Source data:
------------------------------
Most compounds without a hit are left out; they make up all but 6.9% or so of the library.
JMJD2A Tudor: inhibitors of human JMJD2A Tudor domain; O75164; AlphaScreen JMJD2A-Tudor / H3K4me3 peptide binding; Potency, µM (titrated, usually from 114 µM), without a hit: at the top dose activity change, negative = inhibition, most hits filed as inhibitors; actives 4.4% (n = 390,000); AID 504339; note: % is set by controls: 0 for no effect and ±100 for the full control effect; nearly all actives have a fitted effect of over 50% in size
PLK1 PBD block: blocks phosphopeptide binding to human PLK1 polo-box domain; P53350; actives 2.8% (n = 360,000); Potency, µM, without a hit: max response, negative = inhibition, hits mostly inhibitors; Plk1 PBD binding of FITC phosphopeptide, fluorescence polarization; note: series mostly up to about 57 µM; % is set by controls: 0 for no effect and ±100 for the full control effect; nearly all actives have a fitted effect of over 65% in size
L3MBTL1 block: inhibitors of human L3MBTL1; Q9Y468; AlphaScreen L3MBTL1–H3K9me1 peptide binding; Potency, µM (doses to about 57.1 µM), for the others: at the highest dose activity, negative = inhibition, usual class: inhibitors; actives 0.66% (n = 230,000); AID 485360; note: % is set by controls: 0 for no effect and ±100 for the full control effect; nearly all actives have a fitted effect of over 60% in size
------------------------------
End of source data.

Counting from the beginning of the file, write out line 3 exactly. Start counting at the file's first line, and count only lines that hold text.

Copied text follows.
PLK1 PBD block: blocks phosphopeptide binding to human PLK1 polo-box domain; P53350; actives 2.8% (n = 360,000); Potency, µM, without a hit: max response, negative = inhibition, hits mostly inhibitors; Plk1 PBD binding of FITC phosphopeptide, fluorescence polarization; note: series mostly up to about 57 µM; % is set by controls: 0 for no effect and ±100 for the full control effect; nearly all actives have a fitted effect of over 65% in size